Spring is never a particularly leisurely time for me. In fact, of the entire year, I would say it’s about the only time that isn’t leisurely. I still work a regular full-time job, and my busy season generally picks up sometime in April and goes through June. Then I go back to my mellow-yellow life until the next spring. On top of work, gardens get planted, summer projects get planned, the newly defrosted mountains get explored… This year’s spring, however, promises to be a bit more hectic than normal.
Yesterday afternoon, about midway through our staff meeting, a call came that I wasn’t necessarily expecting. At least, not so abruptly and without warning. The call came from our Board’s president offering me the position of Executive Director. This was the position I had been waffling over the past few weeks before finally, somewhat reluctantly, submitting my name for consideration. I was hardly interviewed, save for a couple brief phone calls and promising emails. To my knowledge, no other candidates were interviewed. But for whatever reason, they felt I was the person they wanted to see in that spot. So here I am. 🙂
The Board president will be in town next week for a conference of another regional outdoor writers group, and at that time we’ll talk money, sign my contract and develop a list of goals for my six-month trial period. All incoming ED’s have a six-month trial period, so this is nothing unusual. Of course, since our organization’s own annual conference is a mere seven weeks away, I don’t have time to find a replacement for my current position before heading off to Rochester. So that means I get to remain Director of Membership & Conference Services, while trying my shoes on as Executive Director as well. It’s going to be a busy few weeks, but I know I can do it.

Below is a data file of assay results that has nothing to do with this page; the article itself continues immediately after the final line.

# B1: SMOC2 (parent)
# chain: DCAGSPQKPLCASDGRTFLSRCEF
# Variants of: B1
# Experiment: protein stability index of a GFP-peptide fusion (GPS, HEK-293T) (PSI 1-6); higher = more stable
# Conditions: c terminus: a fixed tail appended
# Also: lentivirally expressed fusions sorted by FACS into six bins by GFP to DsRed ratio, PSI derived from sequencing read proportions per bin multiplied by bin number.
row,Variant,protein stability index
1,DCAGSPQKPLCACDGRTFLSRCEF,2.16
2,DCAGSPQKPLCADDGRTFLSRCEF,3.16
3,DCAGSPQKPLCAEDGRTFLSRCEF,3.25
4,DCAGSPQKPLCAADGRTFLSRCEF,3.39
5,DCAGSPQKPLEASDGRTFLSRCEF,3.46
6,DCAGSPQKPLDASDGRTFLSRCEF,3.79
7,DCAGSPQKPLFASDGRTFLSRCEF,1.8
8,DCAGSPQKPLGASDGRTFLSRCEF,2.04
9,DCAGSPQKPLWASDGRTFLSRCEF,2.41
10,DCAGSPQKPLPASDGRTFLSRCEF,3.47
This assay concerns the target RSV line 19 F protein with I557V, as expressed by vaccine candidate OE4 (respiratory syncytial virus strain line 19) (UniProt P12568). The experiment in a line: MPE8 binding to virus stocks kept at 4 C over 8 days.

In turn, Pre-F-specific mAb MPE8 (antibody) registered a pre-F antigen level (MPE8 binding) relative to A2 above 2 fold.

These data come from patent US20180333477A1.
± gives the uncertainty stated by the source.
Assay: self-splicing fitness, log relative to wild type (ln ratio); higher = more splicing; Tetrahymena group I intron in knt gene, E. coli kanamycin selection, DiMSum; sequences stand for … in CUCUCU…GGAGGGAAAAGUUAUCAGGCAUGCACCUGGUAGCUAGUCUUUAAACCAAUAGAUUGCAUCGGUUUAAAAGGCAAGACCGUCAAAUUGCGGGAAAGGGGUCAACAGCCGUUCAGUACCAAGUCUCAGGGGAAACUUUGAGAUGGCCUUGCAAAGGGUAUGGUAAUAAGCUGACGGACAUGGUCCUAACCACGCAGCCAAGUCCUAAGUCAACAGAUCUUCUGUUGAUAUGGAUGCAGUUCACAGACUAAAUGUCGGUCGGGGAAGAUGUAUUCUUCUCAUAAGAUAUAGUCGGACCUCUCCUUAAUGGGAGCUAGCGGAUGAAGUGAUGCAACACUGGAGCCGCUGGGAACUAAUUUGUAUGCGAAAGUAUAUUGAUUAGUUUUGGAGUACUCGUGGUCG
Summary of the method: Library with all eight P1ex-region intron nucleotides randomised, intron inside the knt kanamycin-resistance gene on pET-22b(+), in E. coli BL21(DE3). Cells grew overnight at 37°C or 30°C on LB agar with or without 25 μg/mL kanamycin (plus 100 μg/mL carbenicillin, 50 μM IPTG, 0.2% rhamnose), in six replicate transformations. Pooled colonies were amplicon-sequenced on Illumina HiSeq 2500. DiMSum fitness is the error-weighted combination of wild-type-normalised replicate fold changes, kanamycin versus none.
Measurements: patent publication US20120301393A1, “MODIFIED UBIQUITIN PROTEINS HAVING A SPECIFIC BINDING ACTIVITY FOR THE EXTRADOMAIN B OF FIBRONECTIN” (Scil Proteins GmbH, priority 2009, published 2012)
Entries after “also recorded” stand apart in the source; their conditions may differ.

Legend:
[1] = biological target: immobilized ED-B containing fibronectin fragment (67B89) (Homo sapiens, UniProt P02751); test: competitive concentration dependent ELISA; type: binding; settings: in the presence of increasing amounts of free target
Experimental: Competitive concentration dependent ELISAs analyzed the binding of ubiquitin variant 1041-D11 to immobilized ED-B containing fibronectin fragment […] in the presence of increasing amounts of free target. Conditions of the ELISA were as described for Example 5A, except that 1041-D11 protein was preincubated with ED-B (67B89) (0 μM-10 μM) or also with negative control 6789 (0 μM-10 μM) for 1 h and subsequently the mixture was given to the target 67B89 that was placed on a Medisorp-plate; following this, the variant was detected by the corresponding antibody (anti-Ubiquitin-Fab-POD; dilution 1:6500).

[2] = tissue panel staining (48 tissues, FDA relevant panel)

Unfortunately, my stake in this year’s garden may be left to LLM. I’ll still be there to lend a helping hand on the weekends… which I’m sure I’ll need mentally. But a lot of it will land on his shoulder’s this spring. Even this next weekend I won’t be able to help because I’ll be at that other writers group’s conference.
When word came down yesterday, and after beer bottles were clinked in celebration, the current Executive Director asked, with a somewhat teasing tone, how I was going to get off the grid now with my new-found responsibilities. I laughed and told him it’s all still part of my plan. Having a higher-paying job simply means that more money gets put in the piggy bank, and that my pastoral dream will come sooner, rather than later. And really, my job has nothing to do with my home life. Summer is always the time I use the least of the “grid” – lights aren’t needed here in western Montana in the summertime since the sun doesn’t set much before 10:30 p.m., and is up again by 4 a.m. Radios aren’t played as much since I prefer the sound of the birds and the breeze in the leaves. The stove doesn’t get much use either since summer is the time for fresh fruit and veggies and copious amounts of fresh, cold water. The furnace gets turned off, clothes are hung on the line to dry, walking and biking take the place of driving when possible, and life simply slows down for the dog days. And after June, my life slows down to meet that pace… which always affords me time to contemplate how to incorporate less technology and power in my life.
So it looks like it’s time to re-visit my long term goals, re-evaluate where I would like to see myself in a few years, and formulate a more concrete plan to get there. In the meantime, I’ll be busy working for a few weeks before collapsing to the slow, sun drenched pace of another Montana summer.